The Son's Room

on January 25, 2002 by Lael Loewenstein
Poignant yet extremely subtle in its ability to get under the skin, Nanni Moretti's “The Son's Room” was, among European critics, the hands-down favorite to win the Palme D'Or at Cannes. Stateside audiences might be underwhelmed by this downbeat family drama, but it should generate enough momentum off its positive reviews to score as an art-house item.

   In a departure from his recent real life-inspired films like “Aprile” and “Caro Diario,” Moretti's latest work returns firmly to the realm of fiction. Moretti plays psychiatrist Giovanni, a devoted husband (to Laura Morante's Paola) and father (to Jasmine Trinca's Irene and Giuseppe Sanfelice's Andrea). In its opening stages, the film establishes the routines of Giovanni's life, methodically juxtaposing scenes of warm family dinners with intense clinical sessions. Reassuring in its simplicity and day-to-day predictability, it's a life that will change without warning.

   One Sunday, Giovanni opts out of running with son Andrea in order to make a house call to a patient. That day the family members scatter. Moretti breaks the pace with a brisk montage in which each one embarks on his or her respective activity; while Giovanni tends to his patient, Paola goes shopping, Irene cruises on her moped, Andrea goes diving with friends. But Andrea does not return.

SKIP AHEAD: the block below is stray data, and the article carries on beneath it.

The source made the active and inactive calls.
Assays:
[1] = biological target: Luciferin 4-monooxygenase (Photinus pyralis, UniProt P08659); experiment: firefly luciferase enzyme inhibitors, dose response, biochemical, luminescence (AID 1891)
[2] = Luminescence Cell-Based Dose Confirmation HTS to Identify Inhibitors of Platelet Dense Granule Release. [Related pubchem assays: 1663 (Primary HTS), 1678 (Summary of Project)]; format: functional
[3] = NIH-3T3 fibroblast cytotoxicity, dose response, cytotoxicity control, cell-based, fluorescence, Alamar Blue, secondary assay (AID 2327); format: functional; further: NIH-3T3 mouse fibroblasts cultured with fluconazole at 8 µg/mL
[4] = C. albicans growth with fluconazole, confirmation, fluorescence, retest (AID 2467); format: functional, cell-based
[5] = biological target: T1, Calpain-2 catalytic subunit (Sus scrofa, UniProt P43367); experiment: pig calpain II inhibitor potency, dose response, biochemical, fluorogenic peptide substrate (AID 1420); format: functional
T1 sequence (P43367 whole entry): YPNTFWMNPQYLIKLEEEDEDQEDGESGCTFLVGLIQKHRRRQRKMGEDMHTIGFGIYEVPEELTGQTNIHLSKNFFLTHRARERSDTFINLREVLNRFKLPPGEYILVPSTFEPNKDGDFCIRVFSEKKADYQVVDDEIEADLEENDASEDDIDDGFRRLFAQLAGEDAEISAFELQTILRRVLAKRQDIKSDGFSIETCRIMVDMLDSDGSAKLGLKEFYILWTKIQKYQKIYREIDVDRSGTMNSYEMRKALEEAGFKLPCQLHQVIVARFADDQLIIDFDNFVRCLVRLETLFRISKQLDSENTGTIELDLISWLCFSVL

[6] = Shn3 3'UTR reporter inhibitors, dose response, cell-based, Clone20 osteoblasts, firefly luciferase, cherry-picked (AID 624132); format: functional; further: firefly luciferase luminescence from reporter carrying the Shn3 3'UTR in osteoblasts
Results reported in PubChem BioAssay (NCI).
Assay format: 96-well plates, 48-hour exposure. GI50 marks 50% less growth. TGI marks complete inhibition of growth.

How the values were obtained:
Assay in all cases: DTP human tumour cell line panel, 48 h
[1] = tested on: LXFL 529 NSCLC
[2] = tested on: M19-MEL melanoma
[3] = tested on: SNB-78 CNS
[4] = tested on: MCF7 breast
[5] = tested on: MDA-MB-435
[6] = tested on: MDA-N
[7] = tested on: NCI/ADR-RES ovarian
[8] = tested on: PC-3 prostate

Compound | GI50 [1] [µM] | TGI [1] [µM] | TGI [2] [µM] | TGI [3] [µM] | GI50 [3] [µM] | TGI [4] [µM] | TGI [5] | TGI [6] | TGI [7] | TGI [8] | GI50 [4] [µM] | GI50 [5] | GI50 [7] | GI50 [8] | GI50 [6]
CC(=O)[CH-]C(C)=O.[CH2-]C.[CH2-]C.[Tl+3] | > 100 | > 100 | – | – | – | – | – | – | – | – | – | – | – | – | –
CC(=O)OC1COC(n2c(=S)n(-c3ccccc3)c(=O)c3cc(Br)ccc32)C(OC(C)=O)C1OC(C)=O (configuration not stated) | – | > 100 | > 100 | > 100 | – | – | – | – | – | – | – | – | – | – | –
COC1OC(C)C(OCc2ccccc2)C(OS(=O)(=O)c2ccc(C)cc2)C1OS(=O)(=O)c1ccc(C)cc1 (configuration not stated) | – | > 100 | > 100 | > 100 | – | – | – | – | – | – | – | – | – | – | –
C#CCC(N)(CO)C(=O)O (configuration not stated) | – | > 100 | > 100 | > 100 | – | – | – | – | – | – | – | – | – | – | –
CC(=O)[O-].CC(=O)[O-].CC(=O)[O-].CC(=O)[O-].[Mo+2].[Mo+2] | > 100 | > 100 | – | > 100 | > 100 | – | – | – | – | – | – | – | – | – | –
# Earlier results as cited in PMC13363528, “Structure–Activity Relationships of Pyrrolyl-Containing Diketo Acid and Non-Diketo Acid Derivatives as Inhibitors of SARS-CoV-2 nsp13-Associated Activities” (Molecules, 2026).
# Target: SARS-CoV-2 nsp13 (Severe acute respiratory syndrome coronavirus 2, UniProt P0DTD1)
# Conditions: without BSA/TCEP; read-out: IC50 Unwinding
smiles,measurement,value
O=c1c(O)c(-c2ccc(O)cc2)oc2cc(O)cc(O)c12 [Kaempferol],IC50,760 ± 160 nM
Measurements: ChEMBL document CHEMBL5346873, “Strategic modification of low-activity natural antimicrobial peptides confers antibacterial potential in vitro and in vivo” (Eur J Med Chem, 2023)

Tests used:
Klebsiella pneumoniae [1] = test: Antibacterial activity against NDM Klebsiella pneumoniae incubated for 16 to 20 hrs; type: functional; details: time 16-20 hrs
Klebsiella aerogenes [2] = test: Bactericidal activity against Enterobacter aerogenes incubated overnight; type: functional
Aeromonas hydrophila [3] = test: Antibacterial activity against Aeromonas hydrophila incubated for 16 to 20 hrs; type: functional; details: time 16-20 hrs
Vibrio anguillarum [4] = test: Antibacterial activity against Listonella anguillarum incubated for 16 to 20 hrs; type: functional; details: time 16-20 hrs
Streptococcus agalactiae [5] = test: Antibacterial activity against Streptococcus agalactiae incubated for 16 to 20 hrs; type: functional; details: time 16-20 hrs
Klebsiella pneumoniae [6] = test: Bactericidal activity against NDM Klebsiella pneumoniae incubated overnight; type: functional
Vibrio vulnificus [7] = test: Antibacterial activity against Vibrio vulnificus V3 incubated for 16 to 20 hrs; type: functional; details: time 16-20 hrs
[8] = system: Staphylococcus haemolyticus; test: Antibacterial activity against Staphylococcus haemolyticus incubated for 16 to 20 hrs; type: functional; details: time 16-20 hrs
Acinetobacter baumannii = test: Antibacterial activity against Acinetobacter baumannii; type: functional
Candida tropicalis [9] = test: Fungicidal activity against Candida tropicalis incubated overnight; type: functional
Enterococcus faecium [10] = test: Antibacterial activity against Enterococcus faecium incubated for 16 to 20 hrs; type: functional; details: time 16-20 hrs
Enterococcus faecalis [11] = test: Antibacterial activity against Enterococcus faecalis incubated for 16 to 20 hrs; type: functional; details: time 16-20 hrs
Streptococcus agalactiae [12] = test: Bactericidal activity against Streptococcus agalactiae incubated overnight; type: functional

Andrea's death is not shown and--until late in the picture-- is never directly verbalized. But its effect is jolting. A man who seemed to have his life under control, Giovanni is suddenly unable to deal with his emotional turmoil, interact with his family or focus on his patients. Moretti deploys a bracingly effective clinical objectivity to show the events in the funeral parlor: Silent but for the augmented sounds of electric screwdrivers and a blowtorch sealing the coffin, the sequence is remarkable for its brutal, unadorned realism.

   The film's painful middle section yields to a third act in which the family members arrive at an uneasy truce. That tentative resolution is prompted by the appearance of young Arianna (Sofia Vigliar) who, unbeknownst to his parents, Andrea had romanced the previous summer. For Giovanni and Paola, Arianna provides a link to the past, and surprisingly, a bridge to the future.

   It's worth noting that while its plot makes “The Son's Room” sound frightfully close to a network TV movie of the week, the film is nothing of the sort. Infused with a moral and emotional ambiguity and Moretti's characteristic humanity, it's a forceful and deeply affecting work. Starring Nanni Moretti, Laura Morante and Jasmine Trinca. Directed by Nanni Moretti. Written by Linda Ferri, Nanni Moretti and Heidrun Schleef. Produced by Angelo Barbagallo and Nanni Moretti. A Miramax release. Drama. Italian-language; subtitled. Rated R for language and some sexuality. Running time: 87 min

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